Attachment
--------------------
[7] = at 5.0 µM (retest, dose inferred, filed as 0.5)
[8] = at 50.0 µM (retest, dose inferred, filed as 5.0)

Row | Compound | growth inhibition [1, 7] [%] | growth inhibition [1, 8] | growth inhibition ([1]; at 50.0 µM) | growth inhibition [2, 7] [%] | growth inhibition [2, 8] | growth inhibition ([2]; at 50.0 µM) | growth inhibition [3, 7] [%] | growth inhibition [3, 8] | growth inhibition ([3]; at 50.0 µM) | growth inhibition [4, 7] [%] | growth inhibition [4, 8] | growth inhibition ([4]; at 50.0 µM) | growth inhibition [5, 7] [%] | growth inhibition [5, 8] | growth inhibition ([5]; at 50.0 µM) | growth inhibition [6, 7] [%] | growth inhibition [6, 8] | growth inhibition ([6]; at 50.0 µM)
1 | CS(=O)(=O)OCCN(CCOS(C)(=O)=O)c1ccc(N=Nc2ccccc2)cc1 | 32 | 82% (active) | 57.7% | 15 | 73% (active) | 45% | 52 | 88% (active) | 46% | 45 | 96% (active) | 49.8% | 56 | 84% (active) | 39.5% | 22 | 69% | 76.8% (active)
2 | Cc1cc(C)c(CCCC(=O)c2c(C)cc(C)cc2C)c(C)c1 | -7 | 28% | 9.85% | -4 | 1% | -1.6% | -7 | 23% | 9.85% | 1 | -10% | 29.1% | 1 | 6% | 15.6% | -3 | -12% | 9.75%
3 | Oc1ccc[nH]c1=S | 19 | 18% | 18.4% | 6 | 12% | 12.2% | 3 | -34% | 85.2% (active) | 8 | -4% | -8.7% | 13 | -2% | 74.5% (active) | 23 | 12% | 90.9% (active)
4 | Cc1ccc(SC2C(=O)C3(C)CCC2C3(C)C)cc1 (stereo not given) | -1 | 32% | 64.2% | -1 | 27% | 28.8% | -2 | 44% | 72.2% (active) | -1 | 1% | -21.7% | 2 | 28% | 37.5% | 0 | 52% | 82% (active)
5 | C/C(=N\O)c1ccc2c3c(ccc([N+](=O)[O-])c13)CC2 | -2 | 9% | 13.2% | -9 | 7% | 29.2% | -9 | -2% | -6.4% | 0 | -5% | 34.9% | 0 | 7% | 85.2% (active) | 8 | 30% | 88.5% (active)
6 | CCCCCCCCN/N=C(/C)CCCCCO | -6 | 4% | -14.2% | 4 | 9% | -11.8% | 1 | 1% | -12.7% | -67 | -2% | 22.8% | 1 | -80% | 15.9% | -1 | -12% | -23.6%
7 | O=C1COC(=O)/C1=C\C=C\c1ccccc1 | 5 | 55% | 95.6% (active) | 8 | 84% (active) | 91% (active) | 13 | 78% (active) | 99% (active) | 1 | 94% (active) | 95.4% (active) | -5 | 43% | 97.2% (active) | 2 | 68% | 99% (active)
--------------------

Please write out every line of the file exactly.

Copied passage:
[7] = at 5.0 µM (retest, dose inferred, filed as 0.5)
[8] = at 50.0 µM (retest, dose inferred, filed as 5.0)

Row | Compound | growth inhibition [1, 7] [%] | growth inhibition [1, 8] | growth inhibition ([1]; at 50.0 µM) | growth inhibition [2, 7] [%] | growth inhibition [2, 8] | growth inhibition ([2]; at 50.0 µM) | growth inhibition [3, 7] [%] | growth inhibition [3, 8] | growth inhibition ([3]; at 50.0 µM) | growth inhibition [4, 7] [%] | growth inhibition [4, 8] | growth inhibition ([4]; at 50.0 µM) | growth inhibition [5, 7] [%] | growth inhibition [5, 8] | growth inhibition ([5]; at 50.0 µM) | growth inhibition [6, 7] [%] | growth inhibition [6, 8] | growth inhibition ([6]; at 50.0 µM)
1 | CS(=O)(=O)OCCN(CCOS(C)(=O)=O)c1ccc(N=Nc2ccccc2)cc1 | 32 | 82% (active) | 57.7% | 15 | 73% (active) | 45% | 52 | 88% (active) | 46% | 45 | 96% (active) | 49.8% | 56 | 84% (active) | 39.5% | 22 | 69% | 76.8% (active)
2 | Cc1cc(C)c(CCCC(=O)c2c(C)cc(C)cc2C)c(C)c1 | -7 | 28% | 9.85% | -4 | 1% | -1.6% | -7 | 23% | 9.85% | 1 | -10% | 29.1% | 1 | 6% | 15.6% | -3 | -12% | 9.75%
3 | Oc1ccc[nH]c1=S | 19 | 18% | 18.4% | 6 | 12% | 12.2% | 3 | -34% | 85.2% (active) | 8 | -4% | -8.7% | 13 | -2% | 74.5% (active) | 23 | 12% | 90.9% (active)
4 | Cc1ccc(SC2C(=O)C3(C)CCC2C3(C)C)cc1 (stereo not given) | -1 | 32% | 64.2% | -1 | 27% | 28.8% | -2 | 44% | 72.2% (active) | -1 | 1% | -21.7% | 2 | 28% | 37.5% | 0 | 52% | 82% (active)
5 | C/C(=N\O)c1ccc2c3c(ccc([N+](=O)[O-])c13)CC2 | -2 | 9% | 13.2% | -9 | 7% | 29.2% | -9 | -2% | -6.4% | 0 | -5% | 34.9% | 0 | 7% | 85.2% (active) | 8 | 30% | 88.5% (active)
6 | CCCCCCCCN/N=C(/C)CCCCCO | -6 | 4% | -14.2% | 4 | 9% | -11.8% | 1 | 1% | -12.7% | -67 | -2% | 22.8% | 1 | -80% | 15.9% | -1 | -12% | -23.6%
7 | O=C1COC(=O)/C1=C\C=C\c1ccccc1 | 5 | 55% | 95.6% (active) | 8 | 84% (active) | 91% (active) | 13 | 78% (active) | 99% (active) | 1 | 94% (active) | 95.4% (active) | -5 | 43% | 97.2% (active) | 2 | 68% | 99% (active)